By Heidi Scrimgeour
What’s the one thing most parents wish they did less of?
Inadvertently stepping on Lego in bare feet would probably feature in the top three things we wish we did less of, but I’m going to wager that being ratty and impatient with the kids takes top spot.
Even if you’re blessed with a peaceable disposition which means you’re not prone to over-extending your vocal chords, I bet you’d still agree that you could do with more laughter and less conflict in the course of everyday family life.
Who wouldn’t want to shout less and laugh more?
So, instead of beating yourself up for being a yeller, try these tips for toning down the fishwife act and cranking up the cracking up…
Pick your battles
If I had to choose a single mantra for whenever the parenting path seems all uphill, this is it.
I can’t remember who first shared this pearl of parental wisdom with me, but it has profoundly affected my whole approach to family life ever since.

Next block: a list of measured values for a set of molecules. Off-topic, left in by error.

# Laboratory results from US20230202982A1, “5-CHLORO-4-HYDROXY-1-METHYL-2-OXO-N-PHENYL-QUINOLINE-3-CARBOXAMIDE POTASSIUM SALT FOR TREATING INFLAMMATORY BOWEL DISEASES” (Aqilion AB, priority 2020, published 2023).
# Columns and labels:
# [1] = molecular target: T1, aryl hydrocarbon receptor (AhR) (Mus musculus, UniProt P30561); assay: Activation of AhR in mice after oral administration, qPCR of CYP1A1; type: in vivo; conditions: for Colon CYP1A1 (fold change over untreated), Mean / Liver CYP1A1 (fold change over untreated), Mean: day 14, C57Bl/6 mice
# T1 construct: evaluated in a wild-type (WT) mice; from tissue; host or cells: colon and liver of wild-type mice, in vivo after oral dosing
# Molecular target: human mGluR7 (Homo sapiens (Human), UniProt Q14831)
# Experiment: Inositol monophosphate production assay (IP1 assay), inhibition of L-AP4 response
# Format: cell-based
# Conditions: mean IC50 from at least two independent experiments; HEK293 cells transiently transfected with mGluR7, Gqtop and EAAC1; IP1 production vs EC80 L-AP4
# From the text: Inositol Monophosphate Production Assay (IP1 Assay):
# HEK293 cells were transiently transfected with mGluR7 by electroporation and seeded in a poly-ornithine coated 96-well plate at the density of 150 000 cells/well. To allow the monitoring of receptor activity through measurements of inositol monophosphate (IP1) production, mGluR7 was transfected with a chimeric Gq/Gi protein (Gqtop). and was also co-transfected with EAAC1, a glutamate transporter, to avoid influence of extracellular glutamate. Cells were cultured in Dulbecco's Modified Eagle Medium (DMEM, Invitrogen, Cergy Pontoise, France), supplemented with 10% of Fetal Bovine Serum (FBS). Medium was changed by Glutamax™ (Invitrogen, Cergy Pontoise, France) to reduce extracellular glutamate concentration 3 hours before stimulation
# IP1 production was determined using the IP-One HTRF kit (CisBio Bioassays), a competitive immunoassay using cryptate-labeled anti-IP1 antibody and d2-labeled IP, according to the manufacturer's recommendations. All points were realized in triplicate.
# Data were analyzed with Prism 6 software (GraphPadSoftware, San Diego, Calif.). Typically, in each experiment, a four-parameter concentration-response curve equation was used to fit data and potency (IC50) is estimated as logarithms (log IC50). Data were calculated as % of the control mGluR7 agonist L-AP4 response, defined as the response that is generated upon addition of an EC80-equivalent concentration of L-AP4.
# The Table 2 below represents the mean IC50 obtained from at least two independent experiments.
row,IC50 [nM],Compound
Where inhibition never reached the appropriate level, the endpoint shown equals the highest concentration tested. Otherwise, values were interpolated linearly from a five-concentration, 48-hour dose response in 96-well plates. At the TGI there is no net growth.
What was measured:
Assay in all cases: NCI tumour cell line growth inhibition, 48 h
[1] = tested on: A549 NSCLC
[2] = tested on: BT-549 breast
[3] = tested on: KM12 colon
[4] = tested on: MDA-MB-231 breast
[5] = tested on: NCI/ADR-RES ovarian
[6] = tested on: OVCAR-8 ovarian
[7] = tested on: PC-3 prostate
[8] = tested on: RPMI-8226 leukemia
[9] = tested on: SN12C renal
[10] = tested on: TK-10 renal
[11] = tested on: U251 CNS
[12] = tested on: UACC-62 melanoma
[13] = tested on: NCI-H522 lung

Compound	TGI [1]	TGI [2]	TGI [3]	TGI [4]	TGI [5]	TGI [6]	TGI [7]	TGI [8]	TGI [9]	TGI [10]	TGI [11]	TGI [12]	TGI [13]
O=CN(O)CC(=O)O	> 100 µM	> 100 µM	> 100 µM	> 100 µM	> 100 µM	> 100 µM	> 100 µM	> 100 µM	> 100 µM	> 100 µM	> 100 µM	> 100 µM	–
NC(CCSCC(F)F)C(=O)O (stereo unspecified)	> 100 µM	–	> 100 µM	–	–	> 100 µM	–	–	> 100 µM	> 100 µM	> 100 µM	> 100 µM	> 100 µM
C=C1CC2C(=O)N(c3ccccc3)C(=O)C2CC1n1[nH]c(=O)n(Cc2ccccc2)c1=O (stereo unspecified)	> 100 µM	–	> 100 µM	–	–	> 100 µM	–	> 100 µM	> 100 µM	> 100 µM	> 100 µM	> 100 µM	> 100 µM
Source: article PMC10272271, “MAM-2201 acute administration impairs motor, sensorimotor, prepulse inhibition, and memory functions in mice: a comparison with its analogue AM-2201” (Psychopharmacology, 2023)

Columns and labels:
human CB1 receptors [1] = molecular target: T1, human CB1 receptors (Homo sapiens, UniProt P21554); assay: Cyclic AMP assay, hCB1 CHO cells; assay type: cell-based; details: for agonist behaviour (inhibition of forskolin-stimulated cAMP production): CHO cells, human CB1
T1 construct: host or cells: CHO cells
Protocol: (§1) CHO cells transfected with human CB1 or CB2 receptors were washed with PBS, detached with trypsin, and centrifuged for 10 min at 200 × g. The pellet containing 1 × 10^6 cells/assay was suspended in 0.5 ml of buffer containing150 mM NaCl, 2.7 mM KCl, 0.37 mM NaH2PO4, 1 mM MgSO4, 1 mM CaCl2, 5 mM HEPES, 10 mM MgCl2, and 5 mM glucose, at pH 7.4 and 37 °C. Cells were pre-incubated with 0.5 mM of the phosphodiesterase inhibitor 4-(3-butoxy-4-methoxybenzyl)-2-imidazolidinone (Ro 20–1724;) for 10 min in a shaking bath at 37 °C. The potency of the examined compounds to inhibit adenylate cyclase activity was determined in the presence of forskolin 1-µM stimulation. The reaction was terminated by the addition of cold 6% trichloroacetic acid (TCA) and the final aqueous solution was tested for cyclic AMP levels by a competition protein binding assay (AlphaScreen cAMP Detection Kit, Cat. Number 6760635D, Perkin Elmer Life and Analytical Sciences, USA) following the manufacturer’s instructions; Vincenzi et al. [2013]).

It simply means there are some areas of family life which are inevitably going to be a battle-ground, but I don’t have to don full military armour and wade in all-guns-blazing every single time I encounter one of them.
So I no longer waste energy arguing with the children about every tiny thing that we might disagree on. If I did, I’d have no time or energy left for anything else.
Here’s an example; every time my ten year old tries to skip the tooth-brushing part of his daily routine, I feel justified in reading him the riot act. Tidying his room, on the other hand, doesn’t have an impact on his health (not yet, anyway) and isn’t significantly inconveniencing other members of the family. So it’s one battle I’ve stopped fighting.
We’ve reached a compromise whereby I don’t nag him about his room every day, and he gives it a decent once-over every few weeks just to ensure that he isn’t inadvertently harbouring the 21st century’s answer to penicillin.
Consequently - and here’s proof that picking your battles can make family life more harmonious - his room is actually tidier now than it ever was when I used to yell about it several times a week, and we don’t have humdingers over it anymore.